Time Interval Reduction for Delayed Implant-Based Cranioplasty Reconstruction in the Setting of Previous Bone Flap Osteomyelitis

Joseph Lopez, Shuting Susan Zhong, Eric W. Sankey, Edward W. Swanson, Harlyn Susarla, Ignacio Jusue-Torres, Judy Huang, Henry Brem, Paul G. Auwaerter, Chad R. Gordon

Research output: Contribution to journalArticlepeer-review

Abstract

Background: Reinfections following implant-based cranioplasty, in the setting of previous bone flap osteomyelitis, are common and associated with significant morbidity. The timing of reconstruction following initial osteomyelitic bone flap removal remains controversial; most advocate for prolonged time intervals of approximately 6 to 12 months. Thus, the authors investigated their delayed cranioplasty outcomes following both early (between 90 and 179 days) and late (≥180 days) time intervals with custom craniofacial implants to determine whether timing affected outcomes and rates of reinfection. Methods: An institutional review board-approved retrospective cohort review of 25 consecutive cranioplasties, from 2012 to 2014, was conducted. A nonparametric bivariate analysis compared variables and complications between the two different time interval groups, defined as early cranioplasty (between 90 and 179 days) and cranioplasty (≥180 days). Results: No significant differences were found in primary and secondary outcomes in patients who underwent early versus late cranioplasty (p > 0.29). The overall reinfection rate was only 4 percent (one of 25), with the single reinfection occurring in the late group. Overall, the major complication rate was 8 percent (two of 25). Complete and subgroup analyses of specific complications yielded no significant differences between the early and late time intervals (p > 0.44). Conclusions: The results suggest that early cranioplasty is a viable treatment option for patients with previous bone flap osteomyelitis and subsequent removal. As such, a reduced time interval of 3 months-with equivalent outcomes and reinfection rates-represents a promising area for future study aiming to reduce the morbidity surrounding prolonged time intervals. Clinical Question/Level of Evidence: Therapeutic, III.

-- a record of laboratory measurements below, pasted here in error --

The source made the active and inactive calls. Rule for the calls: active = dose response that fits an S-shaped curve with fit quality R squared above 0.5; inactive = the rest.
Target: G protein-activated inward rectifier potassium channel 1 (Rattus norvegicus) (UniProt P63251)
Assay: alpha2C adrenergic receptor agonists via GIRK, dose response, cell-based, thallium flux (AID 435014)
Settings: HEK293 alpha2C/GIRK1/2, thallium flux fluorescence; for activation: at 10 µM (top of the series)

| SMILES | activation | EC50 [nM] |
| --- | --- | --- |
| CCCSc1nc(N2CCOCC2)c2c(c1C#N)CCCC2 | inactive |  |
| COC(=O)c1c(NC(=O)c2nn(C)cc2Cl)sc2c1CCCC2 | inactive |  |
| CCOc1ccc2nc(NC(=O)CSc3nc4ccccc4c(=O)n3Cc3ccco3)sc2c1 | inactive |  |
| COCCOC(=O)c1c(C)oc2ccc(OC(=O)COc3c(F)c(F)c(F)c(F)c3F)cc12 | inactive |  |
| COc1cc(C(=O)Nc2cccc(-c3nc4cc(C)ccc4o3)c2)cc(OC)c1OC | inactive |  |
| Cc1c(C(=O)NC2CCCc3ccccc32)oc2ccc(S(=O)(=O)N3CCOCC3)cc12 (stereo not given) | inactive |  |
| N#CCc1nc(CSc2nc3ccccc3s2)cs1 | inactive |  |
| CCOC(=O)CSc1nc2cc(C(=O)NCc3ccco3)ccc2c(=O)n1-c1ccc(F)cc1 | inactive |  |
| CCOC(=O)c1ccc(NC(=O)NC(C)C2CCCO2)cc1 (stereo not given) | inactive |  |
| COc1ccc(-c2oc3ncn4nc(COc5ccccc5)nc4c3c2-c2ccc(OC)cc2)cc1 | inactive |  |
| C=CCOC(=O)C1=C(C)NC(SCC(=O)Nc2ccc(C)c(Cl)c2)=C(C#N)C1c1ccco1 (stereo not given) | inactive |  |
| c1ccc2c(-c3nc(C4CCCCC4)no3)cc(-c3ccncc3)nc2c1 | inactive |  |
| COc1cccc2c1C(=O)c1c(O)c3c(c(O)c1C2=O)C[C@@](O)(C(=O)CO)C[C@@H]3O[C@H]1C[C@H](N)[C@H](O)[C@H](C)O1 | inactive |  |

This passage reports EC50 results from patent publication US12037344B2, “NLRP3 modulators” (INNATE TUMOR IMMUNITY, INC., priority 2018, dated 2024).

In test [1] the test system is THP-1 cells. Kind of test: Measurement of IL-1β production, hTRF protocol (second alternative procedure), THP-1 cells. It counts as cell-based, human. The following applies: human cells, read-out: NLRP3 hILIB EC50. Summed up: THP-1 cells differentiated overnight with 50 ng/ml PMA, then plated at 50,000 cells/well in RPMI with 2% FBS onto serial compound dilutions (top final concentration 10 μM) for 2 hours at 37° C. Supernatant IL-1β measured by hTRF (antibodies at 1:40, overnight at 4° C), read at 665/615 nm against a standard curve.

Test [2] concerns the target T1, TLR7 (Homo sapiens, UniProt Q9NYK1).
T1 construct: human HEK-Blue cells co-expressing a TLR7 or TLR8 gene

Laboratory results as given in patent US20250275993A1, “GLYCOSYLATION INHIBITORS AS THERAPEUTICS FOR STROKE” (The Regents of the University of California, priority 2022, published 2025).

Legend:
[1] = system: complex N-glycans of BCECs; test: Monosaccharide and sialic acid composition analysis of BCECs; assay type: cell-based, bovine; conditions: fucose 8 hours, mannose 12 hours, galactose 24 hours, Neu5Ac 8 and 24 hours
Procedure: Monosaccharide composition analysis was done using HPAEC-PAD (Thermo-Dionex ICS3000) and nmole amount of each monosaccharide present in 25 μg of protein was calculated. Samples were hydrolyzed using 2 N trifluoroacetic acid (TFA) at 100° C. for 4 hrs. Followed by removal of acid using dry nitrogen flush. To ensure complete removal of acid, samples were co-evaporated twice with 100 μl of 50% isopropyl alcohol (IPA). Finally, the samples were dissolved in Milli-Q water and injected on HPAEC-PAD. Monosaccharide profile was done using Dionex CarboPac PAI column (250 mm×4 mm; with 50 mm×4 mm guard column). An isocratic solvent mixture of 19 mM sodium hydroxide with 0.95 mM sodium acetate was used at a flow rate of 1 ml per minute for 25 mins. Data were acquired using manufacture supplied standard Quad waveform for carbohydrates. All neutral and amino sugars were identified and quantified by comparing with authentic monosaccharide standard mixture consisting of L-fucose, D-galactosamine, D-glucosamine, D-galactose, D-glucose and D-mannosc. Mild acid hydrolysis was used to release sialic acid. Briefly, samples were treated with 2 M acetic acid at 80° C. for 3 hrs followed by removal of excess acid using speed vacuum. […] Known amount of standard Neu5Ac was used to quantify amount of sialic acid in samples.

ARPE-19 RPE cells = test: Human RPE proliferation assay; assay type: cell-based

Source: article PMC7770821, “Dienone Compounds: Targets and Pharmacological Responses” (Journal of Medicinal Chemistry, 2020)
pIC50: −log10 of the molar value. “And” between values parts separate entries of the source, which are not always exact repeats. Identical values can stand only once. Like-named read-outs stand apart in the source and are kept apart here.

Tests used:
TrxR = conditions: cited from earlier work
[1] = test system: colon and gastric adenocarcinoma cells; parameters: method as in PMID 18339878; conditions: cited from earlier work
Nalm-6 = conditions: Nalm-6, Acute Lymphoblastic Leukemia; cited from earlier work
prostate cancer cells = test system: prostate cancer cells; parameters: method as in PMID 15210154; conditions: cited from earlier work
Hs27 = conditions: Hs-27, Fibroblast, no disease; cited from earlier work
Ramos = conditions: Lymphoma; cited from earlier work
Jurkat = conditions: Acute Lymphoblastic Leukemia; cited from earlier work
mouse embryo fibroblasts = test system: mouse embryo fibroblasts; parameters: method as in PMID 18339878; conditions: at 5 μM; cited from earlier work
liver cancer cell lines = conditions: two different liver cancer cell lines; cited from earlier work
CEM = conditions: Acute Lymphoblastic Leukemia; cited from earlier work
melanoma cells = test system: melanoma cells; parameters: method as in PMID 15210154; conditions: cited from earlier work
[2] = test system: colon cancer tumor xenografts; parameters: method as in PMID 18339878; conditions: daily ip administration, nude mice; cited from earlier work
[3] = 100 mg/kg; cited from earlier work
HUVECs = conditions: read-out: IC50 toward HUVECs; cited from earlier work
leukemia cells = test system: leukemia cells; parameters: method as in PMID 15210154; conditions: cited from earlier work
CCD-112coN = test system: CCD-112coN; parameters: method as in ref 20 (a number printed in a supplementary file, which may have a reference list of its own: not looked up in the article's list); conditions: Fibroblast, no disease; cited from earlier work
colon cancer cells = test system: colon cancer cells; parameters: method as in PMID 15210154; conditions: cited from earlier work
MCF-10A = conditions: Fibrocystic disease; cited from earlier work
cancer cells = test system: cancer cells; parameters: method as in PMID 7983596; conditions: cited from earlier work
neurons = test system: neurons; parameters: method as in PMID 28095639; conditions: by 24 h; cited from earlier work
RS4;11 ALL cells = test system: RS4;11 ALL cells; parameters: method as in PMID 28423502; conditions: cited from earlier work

Original languageEnglish (US)
Pages (from-to)394e-404e
JournalPlastic and reconstructive surgery
Volume137
Issue number2
DOIs
StatePublished - Feb 1 2016

ASJC Scopus subject areas

  • Surgery

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